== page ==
Ranchers Band Together to Resist Sprawl ; Conservation Agreementhelps Colorado Cattlemen Save Their Ranches from the Threat of Development

Article excerpt

In this remarkably unspoiled dell, set at the foot of the Sangre de Christos and home to several century-old cattle ranches, folks trying to save their cowboy culture have a name for their valley: "Custer County's Last Stand."

And for rancher Randy Rusk, the Old West, and the "New West," which in Colorado increasingly has been emblematized by sprawl, is now demarcated by a clear line. Actually, not a line as much as a green belt that soon will encompass 11,000 acres - an area equal to half of Manhattan Island - in the heart of the Wet Mountain Valley.

In a bold experiment, three conservation groups have persuaded Mr. Rusk and five other ranchers to sign a unique covenant limiting the kinds of development that they - or any future buyers - can do with the land. The conservation easements forbid the ranchers from converting their 1,500 acres into trophy homes, golf courses, and condominiums.

For the landowners, the agreement provides a modicum of assurance that their vocation will be protected from the infusion of newcomers pouring into the West, threatening the vast expanse of land they need for their cattle to roam.

The covenant marks a growing alliance between ranchers and environmentalists seeking to fight encroaching urbanization. Although a landowners and land preservationists have signed similar agreements elsewhere across the country, few other projects compare with the vast scale of the Wet Mountain Valley Ranch Preservation Program.

"Do you see right there?" Rusk asks, as he drives across the valley in a pickup truck with his wife, Claricy, pointing toward a sea of pastoral hay meadows and grazing Herefords. "The subdivisions stop when they reach our property, and then there's this big swath of open space," he says. "If ranching is going to survive, this is what it's going to take."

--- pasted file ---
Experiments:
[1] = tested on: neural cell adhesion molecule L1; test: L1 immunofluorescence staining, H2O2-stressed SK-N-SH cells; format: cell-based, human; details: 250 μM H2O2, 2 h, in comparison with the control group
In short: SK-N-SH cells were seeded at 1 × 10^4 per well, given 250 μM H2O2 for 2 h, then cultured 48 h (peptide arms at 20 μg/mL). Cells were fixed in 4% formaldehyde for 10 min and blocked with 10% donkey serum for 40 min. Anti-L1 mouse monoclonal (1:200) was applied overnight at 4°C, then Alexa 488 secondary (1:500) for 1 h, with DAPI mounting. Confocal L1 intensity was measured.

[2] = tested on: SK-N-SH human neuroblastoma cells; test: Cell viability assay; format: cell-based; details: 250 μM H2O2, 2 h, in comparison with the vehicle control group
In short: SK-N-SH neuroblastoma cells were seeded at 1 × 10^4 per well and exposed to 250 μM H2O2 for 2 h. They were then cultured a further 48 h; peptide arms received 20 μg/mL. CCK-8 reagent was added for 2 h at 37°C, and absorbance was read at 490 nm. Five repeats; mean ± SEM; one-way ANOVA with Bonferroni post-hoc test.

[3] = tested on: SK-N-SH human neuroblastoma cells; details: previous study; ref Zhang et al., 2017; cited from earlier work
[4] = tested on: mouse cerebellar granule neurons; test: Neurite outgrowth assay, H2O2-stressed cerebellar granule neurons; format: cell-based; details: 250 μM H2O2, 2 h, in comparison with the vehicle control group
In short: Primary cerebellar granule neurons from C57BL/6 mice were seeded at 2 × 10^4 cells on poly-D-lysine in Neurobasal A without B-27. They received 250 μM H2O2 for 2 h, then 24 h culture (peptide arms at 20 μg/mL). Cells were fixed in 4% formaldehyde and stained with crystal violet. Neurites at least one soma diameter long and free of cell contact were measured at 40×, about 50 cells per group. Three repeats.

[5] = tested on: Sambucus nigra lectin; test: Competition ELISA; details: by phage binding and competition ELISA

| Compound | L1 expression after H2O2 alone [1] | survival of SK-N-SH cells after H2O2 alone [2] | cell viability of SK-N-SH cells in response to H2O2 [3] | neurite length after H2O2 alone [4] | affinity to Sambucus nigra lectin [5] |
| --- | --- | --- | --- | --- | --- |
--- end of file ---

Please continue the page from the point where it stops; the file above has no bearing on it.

By the year 2025, conservative estimates indicate that Custer County will more than double in population. According to a study completed by the University of Colorado at Denver, 4,100 more homes will be scattered across the landscape, unless restrictions are applied.

In many isolated locales, ranchers are choosing to craft limitations on what can happen with their private property to stave off similar challenges of urbanization. In Jefferson County, Mont., for example, ranchers formed their own zoning district that only allows one home on every 640 acres. And in Routt County, Colo., near the resort community of Steamboat Springs, ranchers and conservationists have safeguarded 16,000 acres of ranchland. But Custer County's covenant is on a different scale altogether.

"This is as big and ambitious a program to protect ranching and the environment in a single effort as I know of," says Woody Beardsley of the Trust for Public Land, which has shepherded through the deal, along with the Colorado Cattleman's Agricultural Land Trust and Colorado Conservation Trust. …


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